Ceyhun Bayramov

U.S. Seeks End To Hostilities In Meeting With Armenian, Azerbaijani Foreign Ministers

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The United States has urged a quick return to face-to-face meetings between Armenian and Azerbaijani officials to ease tensions after recent border fighting that killed more than 200 people.

The State Department said Secretary Antony Blinken had conveyed condolences and “emphasized the need to prevent further hostilities” in his meeting in New York on September 19 with Armenia’s and Azerbaijan’s top diplomats.

The meeting between Armenian Foreign Minister Ararat Mirzoyan and Azerbaijani Foreign Minister Ceyhun Bayramov came on the sidelines of the annual UN General Assembly that kicked off this week.

Both Caucasus countries afterwards stressed their respective interest in avoiding escalation.

“They discussed next steps, and the Secretary [Blinken] encouraged the sides to meet again before the end of the month,” State Department spokesman Ned Price said of the meeting.

Armenia’s Foreign Ministry said Mirzoyan pushed for the immediate withdrawal of Azerbaijani armed forces from Armenian territory and decried the use of military force as unacceptable.

Mirzoyan urged the implementation of international mechanisms to prevent the situation from escalating, Yerevan said.

He also repeated a long-standing demand by Yerevan for the return of prisoners of war from the two sides’ intense 44-day conflict in 2020 in which a Russian-backed cease-fire cemented the return to Azerbaijan of wide swaths of territory in an around Nagorno-Karabakh that had been held for decades by ethnic Armenians.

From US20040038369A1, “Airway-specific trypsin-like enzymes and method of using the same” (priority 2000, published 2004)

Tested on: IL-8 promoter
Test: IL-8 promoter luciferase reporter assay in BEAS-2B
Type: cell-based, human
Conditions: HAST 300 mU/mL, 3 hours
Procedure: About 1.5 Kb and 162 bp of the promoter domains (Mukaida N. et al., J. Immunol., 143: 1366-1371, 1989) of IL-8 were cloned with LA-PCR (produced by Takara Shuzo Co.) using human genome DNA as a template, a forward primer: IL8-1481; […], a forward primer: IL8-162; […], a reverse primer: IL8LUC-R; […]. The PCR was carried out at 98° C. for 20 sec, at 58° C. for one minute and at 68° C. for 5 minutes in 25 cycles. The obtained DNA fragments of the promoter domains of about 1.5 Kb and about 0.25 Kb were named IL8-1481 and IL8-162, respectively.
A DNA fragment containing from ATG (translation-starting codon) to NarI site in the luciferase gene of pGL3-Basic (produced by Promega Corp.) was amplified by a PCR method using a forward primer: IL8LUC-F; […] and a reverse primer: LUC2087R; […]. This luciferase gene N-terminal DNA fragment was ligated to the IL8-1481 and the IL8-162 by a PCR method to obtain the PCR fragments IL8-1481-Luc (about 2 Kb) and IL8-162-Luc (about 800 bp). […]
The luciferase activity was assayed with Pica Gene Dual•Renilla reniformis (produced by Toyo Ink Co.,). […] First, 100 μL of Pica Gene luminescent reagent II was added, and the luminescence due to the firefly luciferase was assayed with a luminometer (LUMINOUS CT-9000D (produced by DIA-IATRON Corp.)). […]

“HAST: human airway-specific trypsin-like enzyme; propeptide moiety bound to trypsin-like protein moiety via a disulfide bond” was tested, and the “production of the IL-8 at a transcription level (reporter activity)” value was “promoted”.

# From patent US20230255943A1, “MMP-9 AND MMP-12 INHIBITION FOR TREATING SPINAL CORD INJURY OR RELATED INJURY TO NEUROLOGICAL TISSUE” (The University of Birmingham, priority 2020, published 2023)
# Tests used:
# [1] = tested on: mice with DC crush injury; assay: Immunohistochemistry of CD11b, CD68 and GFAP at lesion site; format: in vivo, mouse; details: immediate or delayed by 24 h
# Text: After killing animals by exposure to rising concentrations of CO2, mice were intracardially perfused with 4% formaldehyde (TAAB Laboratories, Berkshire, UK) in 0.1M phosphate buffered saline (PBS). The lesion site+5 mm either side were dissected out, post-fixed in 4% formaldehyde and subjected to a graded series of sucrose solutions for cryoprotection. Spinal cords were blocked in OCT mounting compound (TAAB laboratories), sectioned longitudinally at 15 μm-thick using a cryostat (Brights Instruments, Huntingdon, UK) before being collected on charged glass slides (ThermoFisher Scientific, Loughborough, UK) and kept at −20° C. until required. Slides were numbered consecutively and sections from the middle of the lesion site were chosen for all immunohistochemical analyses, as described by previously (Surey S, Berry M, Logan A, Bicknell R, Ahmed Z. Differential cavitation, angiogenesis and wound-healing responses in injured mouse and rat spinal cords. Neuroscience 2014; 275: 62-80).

Baku and Yerevan have been locked in conflict over Nagorno-Karabakh for years. Armenian-backed separatists seized the mainly Armenian-populated region from Azerbaijan during a war in the early 1990s that killed some 30,000 people.

The two sides fought another war in 2020 that lasted six weeks before a Russia-brokered cease-fire, resulting in Armenia losing control over parts of the region and seven adjacent districts.

The Azerbaijani Foreign Ministry said Bayramov told the meeting that “Azerbaijan is not interested in destabilization” and stressed Baku’s efforts to rebuild areas held for decades by ethnic Armenians and to resettle internally displaced persons there.

It quoted Bayramov as accusing Armenia of “obstructing” efforts at reopening communication lines, border demarcation, and humanitarian efforts and “grossly violat[ing] its obligations within the tripartite declarations.”

In the latest spasm of violence, the two countries last week traded artillery and mortars across their shared border, and Azerbaijani forces targeted sites within the borders of Armenia itself.

Russia, which maintains ties with both countries, brokered a cease-fire not long after the fighting erupted, but clashes continued.

Armenia has said the clashes left 207 people dead or missing on its side and Baku has reported 79 deaths among its military.

During a visit to Armenia last week, U.S. House of Representatives Speaker Nancy Pelosi blamed Azerbaijan for the latest violence, adding, “We strongly condemn those attacks.”

Turkish Vice President Fuat Oktay responded on September 19 by saying the White House should clarify whether her statements reflect the official view of the United States.

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